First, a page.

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Stuff The Internet Says On Scalability For July 17th, 2015

Hey, it's HighScalability time:

In case you were wondering, the world is weird. Large Hadron Collider discovers new pentaquark particle.


  • 3x: Uber bigger than taxi market; 250x: traffic in HotSchedules' DDoS attack; 92%: Apple’s share of the smartphone profit pie; 7: Airbnb rejections
  • Quotable Quotes:
    • Netflix: A slow or unhealthy server is worse than a down server 
    • @inconshreveable: ngrok production servers, max GC pause: Go1.4 (top) vs Go1.5. Holy 85% reduction! /cc Go team
    • Nic Fleming: The fungal internet exemplifies one of the great lessons of ecology: seemingly separate organisms are often connected, and may depend on each other.
    • @IBMResearch: With 20+ billion transistors on new chip, that's a 50% scaling improvement over today’s tech #ibmresearch #7nm 
    • Micah Lemonik (Google Docs)~ Scaling – declare a master server for all writes to each document. If that server goes down, fail over to a different primary. Multiple servers can’t handle non-commutative messages at the same time. Could shard by chapter. … Once your unit of consistency is too large for one server, it’s no longer a unit of consistency.
    • Scaling Stack Overflow~ Performance is considered a major feature. Their target is to have everything below 30 ms. When it becomes slower, they have a sort of "stop the line", and everything's stops until performance is back to normal again.
    • Garrett Smith~ Scalability is a desirable characteristic of any system. But what does the word “scalable” actually mean? In this talk, Garrett will argue that when we use the word “scalable” we should instead use the word “awesome”. Awesome has has the same meaning… but is a lot more fun to say!
    • samkone: The reason modern Paas aren't enough, is the fact at some scale you're not just running web services. But also rather complex data pipelines involving distributed data systems like kafka, spark, cassandra, etc .. and a simple paas has issues handling those workloads. That's where Mesos shines. As for the user value, I consider having an uptime system, providing reliable and intelligent service based on data processing, by efficiently using your resources is has an important business value.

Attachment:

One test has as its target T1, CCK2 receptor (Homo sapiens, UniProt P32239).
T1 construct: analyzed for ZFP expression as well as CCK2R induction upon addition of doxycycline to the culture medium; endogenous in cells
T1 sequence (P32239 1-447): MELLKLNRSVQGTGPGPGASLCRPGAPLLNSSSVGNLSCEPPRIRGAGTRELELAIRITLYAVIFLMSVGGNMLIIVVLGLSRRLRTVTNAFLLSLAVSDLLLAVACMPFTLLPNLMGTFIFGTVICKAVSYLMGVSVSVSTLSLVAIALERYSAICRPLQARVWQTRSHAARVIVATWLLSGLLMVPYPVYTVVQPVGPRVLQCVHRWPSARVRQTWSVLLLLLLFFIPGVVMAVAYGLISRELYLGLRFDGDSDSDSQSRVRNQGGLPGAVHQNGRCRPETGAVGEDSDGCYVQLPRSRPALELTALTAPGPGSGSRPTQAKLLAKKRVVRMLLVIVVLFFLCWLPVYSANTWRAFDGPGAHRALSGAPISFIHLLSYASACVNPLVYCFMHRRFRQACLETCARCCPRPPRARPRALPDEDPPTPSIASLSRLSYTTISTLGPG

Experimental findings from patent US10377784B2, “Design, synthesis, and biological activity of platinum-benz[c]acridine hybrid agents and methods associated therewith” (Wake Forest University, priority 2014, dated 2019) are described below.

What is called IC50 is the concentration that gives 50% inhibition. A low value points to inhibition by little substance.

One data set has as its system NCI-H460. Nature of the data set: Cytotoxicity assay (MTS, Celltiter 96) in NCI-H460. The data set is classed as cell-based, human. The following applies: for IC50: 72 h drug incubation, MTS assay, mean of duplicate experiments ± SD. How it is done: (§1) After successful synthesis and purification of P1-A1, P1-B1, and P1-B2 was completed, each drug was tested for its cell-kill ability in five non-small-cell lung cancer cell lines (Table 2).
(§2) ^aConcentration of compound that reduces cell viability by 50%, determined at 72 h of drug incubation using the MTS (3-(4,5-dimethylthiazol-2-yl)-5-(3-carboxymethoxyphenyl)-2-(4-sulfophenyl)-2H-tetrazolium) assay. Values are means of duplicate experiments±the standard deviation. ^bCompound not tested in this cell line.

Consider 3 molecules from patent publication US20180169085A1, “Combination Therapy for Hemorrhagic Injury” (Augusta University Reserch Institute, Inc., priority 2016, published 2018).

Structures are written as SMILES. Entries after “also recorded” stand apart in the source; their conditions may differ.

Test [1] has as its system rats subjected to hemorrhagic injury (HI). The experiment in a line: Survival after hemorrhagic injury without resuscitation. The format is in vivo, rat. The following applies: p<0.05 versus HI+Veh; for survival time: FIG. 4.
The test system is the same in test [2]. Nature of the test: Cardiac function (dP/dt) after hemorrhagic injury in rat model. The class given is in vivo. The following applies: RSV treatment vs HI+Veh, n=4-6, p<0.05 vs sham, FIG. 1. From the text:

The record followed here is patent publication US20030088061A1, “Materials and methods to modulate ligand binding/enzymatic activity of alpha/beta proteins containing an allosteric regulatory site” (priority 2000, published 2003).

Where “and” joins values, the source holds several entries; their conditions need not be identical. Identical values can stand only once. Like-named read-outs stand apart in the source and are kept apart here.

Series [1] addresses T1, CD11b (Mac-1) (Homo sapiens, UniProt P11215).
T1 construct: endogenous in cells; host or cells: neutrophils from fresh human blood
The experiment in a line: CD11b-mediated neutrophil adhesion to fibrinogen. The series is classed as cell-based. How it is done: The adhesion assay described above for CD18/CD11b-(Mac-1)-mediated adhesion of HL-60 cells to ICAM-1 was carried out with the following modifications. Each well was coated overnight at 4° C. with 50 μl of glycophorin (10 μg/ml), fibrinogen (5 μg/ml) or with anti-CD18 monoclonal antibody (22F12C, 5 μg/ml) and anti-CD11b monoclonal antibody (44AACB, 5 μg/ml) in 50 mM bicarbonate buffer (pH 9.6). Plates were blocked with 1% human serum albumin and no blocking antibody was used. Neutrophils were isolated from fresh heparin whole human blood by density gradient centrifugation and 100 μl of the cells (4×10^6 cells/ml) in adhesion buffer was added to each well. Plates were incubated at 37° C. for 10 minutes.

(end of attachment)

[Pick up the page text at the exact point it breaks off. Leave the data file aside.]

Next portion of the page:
• Apple and Google Race to See Who Can Kill the App First. Honest question, how are people supposed to make money in this new world? Apps are quickly becoming just an identity that ties together 10 or so components that appear integrated as part of the OS, but don't look like your app at all. Reminds me of laminar flow. We are seeing a rebirth of CORBA, COM and OLE 2, this time the container is an app bound by deep linking and some ad hoc ways to push messages around. Show developers the money.

  • The dark side of Google 10x: One former exec told Business Insider that the gospel of 10x, which is promoted by top execs including CEO Larry Page, has two sides. “It’s enormously energizing on one side, but on the other it can be totally paralyzing,”

  • Wait, are we going all RAM or all flash? So confusing. MIT Develops Cheaper Supercomputer Clusters By Nixing Costly RAM In Favor Of Flash: researchers presented evidence at the International Symposium on Computer Architecture that if servers executing a distributed computation go to disk for data even just 5 percent of the time, performance takes a hit to where it's comparable with flash memory anyway. 40 servers with 10 terabytes of RAM wouldn't chew through a 10.5TB computation any better than 20 servers with 20TB of flash memory. What's involved here is moving a little computational power off of the servers and onto the chips that control the flash drives.